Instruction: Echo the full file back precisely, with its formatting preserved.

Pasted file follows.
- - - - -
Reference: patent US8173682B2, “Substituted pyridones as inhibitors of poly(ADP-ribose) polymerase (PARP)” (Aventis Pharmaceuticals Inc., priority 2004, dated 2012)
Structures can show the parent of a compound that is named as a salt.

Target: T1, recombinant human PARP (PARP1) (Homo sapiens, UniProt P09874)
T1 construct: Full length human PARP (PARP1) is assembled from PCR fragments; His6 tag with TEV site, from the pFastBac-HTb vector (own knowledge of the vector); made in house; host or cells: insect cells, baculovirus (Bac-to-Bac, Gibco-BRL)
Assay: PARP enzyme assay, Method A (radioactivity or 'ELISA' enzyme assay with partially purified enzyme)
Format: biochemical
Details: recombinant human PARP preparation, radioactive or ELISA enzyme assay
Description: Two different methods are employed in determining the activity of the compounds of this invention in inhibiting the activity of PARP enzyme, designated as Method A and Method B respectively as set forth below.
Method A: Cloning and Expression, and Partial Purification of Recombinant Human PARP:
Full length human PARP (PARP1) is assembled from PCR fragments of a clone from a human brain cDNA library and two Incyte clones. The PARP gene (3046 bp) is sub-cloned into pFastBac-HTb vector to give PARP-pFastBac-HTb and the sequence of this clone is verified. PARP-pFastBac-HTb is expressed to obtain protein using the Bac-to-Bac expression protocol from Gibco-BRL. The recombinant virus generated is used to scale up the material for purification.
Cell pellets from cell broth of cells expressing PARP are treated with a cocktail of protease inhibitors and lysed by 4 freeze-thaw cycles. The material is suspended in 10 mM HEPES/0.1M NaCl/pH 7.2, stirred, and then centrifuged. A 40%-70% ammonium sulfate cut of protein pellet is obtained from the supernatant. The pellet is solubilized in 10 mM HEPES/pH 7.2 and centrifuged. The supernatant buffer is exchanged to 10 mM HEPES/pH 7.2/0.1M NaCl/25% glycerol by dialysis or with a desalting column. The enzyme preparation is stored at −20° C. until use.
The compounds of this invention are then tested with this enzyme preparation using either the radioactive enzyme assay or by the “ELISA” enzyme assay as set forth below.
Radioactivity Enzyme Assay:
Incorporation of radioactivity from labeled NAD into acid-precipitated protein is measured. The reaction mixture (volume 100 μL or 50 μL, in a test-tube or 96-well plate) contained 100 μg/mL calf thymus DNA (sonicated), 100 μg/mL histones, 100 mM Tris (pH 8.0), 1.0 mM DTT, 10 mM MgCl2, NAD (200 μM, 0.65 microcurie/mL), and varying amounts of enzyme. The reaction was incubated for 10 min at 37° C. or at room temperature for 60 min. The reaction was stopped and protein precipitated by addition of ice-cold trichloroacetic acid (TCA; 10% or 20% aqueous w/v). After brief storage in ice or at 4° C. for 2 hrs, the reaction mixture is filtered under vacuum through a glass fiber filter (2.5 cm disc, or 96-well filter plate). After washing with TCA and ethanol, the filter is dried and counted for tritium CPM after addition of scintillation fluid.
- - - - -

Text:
Reference: patent US8173682B2, “Substituted pyridones as inhibitors of poly(ADP-ribose) polymerase (PARP)” (Aventis Pharmaceuticals Inc., priority 2004, dated 2012)
Structures can show the parent of a compound that is named as a salt.

Target: T1, recombinant human PARP (PARP1) (Homo sapiens, UniProt P09874)
T1 construct: Full length human PARP (PARP1) is assembled from PCR fragments; His6 tag with TEV site, from the pFastBac-HTb vector (own knowledge of the vector); made in house; host or cells: insect cells, baculovirus (Bac-to-Bac, Gibco-BRL)
Assay: PARP enzyme assay, Method A (radioactivity or 'ELISA' enzyme assay with partially purified enzyme)
Format: biochemical
Details: recombinant human PARP preparation, radioactive or ELISA enzyme assay
Description: Two different methods are employed in determining the activity of the compounds of this invention in inhibiting the activity of PARP enzyme, designated as Method A and Method B respectively as set forth below.
Method A: Cloning and Expression, and Partial Purification of Recombinant Human PARP:
Full length human PARP (PARP1) is assembled from PCR fragments of a clone from a human brain cDNA library and two Incyte clones. The PARP gene (3046 bp) is sub-cloned into pFastBac-HTb vector to give PARP-pFastBac-HTb and the sequence of this clone is verified. PARP-pFastBac-HTb is expressed to obtain protein using the Bac-to-Bac expression protocol from Gibco-BRL. The recombinant virus generated is used to scale up the material for purification.
Cell pellets from cell broth of cells expressing PARP are treated with a cocktail of protease inhibitors and lysed by 4 freeze-thaw cycles. The material is suspended in 10 mM HEPES/0.1M NaCl/pH 7.2, stirred, and then centrifuged. A 40%-70% ammonium sulfate cut of protein pellet is obtained from the supernatant. The pellet is solubilized in 10 mM HEPES/pH 7.2 and centrifuged. The supernatant buffer is exchanged to 10 mM HEPES/pH 7.2/0.1M NaCl/25% glycerol by dialysis or with a desalting column. The enzyme preparation is stored at −20° C. until use.
The compounds of this invention are then tested with this enzyme preparation using either the radioactive enzyme assay or by the “ELISA” enzyme assay as set forth below.
Radioactivity Enzyme Assay:
Incorporation of radioactivity from labeled NAD into acid-precipitated protein is measured. The reaction mixture (volume 100 μL or 50 μL, in a test-tube or 96-well plate) contained 100 μg/mL calf thymus DNA (sonicated), 100 μg/mL histones, 100 mM Tris (pH 8.0), 1.0 mM DTT, 10 mM MgCl2, NAD (200 μM, 0.65 microcurie/mL), and varying amounts of enzyme. The reaction was incubated for 10 min at 37° C. or at room temperature for 60 min. The reaction was stopped and protein precipitated by addition of ice-cold trichloroacetic acid (TCA; 10% or 20% aqueous w/v). After brief storage in ice or at 4° C. for 2 hrs, the reaction mixture is filtered under vacuum through a glass fiber filter (2.5 cm disc, or 96-well filter plate). After washing with TCA and ethanol, the filter is dried and counted for tritium CPM after addition of scintillation fluid.